There’s no explaining it away. A panel of physicians and researchers from around the country found a health disadvantage at all ages — from birth to 75 — when compared against people in 16 other “high income” countries.
The breadth and scale of this report is something: 405 pages of analysis across diseases, ages and incomes groups.
“The rule is we’re worse on everything.”
Even well-off Americans, “those who have health insurance, college educations, higher incomes and healthy behaviors,” according to the press release, seem to be in worse health than their counterparts in the other well-off countries.
Dr. Steven Woolf, chair of the panel that wrote the report, said they were “struck by the gravity” of what they learned. “Americans are dying and suffering at rates that we know are unnecessary because people in other high-income countries are living longer lives and enjoying better health. What concerns our panel is why, for decades, we have been slipping behind.”
Pretty sobering. Continue reading
Sorry, cigarettes are still terrible for you, but can a good school system lead to better health? (Raul Lieberwirth: Flickr)
Too often, we confuse health with health care. Health care comes from a doctor or hospital. But health comes from many places we don’t normally think of as health at all — things like good schools, safe neighborhoods and access to a variety of jobs. In other words, if you live in places without those things, you have a lower likelihood of enjoying good health.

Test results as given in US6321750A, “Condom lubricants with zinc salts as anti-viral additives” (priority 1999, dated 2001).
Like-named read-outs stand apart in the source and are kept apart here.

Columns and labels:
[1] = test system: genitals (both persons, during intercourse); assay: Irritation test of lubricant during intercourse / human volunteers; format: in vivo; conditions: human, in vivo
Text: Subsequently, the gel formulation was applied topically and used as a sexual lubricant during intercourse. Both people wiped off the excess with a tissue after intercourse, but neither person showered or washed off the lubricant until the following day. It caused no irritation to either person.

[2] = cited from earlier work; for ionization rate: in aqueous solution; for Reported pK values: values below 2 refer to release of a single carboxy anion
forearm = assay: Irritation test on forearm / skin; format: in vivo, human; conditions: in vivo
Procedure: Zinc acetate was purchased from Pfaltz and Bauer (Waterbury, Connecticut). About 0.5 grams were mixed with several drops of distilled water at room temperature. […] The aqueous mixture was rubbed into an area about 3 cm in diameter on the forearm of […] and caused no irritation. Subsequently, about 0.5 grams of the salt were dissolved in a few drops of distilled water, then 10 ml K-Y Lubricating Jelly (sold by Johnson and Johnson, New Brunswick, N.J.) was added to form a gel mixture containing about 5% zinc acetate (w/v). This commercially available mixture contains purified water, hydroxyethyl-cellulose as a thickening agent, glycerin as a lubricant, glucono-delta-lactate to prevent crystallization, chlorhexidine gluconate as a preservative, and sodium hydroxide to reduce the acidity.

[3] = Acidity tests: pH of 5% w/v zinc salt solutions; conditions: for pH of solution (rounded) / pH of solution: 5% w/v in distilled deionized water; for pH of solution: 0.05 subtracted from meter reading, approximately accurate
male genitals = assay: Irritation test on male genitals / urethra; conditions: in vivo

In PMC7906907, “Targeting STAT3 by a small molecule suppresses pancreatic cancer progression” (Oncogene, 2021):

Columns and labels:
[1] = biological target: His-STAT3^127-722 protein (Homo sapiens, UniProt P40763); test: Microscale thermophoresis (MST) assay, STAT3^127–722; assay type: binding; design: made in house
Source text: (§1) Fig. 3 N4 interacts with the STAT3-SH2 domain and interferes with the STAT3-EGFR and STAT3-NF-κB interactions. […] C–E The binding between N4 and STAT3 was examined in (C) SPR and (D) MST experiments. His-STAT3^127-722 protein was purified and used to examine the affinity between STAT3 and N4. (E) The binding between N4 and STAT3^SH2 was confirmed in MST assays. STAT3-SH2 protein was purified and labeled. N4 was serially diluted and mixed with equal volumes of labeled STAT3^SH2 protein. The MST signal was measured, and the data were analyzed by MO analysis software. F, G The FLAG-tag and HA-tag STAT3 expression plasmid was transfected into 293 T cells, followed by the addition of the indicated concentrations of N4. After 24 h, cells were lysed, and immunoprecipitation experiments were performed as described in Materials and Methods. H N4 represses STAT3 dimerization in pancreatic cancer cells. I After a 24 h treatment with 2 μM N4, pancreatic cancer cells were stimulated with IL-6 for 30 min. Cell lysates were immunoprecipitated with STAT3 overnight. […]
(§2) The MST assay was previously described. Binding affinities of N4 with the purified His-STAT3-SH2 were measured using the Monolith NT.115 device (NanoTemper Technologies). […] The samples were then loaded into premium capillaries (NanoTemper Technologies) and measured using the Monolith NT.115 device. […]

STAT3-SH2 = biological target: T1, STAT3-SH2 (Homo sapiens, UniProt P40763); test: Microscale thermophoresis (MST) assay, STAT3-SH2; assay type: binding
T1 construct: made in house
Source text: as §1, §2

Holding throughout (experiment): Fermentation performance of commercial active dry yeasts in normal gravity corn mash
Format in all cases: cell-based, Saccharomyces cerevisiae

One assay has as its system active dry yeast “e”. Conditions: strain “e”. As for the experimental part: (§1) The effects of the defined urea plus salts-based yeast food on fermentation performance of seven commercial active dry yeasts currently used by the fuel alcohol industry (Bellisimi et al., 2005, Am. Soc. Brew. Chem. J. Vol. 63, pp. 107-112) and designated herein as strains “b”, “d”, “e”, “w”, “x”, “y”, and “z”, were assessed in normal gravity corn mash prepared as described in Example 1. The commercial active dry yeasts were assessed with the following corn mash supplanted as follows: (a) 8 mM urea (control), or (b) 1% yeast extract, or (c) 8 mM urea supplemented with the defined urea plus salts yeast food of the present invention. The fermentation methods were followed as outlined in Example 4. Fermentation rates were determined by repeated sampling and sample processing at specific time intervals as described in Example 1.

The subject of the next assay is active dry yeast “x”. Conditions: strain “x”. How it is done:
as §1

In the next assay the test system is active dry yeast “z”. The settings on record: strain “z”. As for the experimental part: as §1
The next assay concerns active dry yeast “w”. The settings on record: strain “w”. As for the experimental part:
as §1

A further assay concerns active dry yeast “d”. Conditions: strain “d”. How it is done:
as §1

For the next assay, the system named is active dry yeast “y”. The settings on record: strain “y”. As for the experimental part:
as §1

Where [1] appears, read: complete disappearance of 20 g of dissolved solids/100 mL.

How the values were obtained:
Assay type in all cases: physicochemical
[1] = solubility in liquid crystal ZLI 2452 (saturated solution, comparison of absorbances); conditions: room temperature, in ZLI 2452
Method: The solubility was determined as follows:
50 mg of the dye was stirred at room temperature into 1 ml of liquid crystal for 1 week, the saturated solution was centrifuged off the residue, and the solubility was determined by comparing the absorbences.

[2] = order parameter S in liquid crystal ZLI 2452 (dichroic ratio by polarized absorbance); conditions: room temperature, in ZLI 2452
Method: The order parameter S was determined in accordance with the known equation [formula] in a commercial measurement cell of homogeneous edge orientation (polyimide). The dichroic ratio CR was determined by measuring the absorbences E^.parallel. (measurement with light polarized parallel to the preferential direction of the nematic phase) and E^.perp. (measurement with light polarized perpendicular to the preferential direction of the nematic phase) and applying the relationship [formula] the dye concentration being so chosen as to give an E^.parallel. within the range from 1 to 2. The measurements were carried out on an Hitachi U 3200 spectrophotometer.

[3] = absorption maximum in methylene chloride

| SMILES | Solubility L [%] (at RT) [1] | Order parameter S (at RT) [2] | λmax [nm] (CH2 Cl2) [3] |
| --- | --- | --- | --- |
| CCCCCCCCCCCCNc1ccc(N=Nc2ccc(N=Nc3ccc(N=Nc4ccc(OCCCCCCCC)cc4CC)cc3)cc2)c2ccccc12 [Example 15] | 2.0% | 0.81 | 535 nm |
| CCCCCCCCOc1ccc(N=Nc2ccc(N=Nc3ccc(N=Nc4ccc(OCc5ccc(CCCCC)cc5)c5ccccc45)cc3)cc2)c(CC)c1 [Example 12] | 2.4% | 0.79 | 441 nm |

Today, a new study from researchers at Stanford’s School of Medicine confirms that health disparities across the country have more to do with social factors than the color of your skin or where you live. In fact, the researchers say that some of these social factors even outweigh — gasp — the effect of cigarette smoking. (More on that later).
The study, Geographic and Racial Variation in Premature Mortality in the US, looked at counties across the United States and the likelihood of people living to age 70. Lead author Dr. Mark Cullen says this measure is a good alternative to looking at life expectancy, because it shifts attention to events that occur earlier in life. In particular, researchers found that educational opportunities, distribution of income and a mix of jobs accounted for better health outcomes across the population of a county. These “social determinants of health” as public health professionals call them, also explain health disparities between African-Americans and caucasians. “In most parts of the country,” Cullen says, “if African-Americans had the same advantages that their white counterparts had, almost ALL of the racial disparity would go away.” Continue reading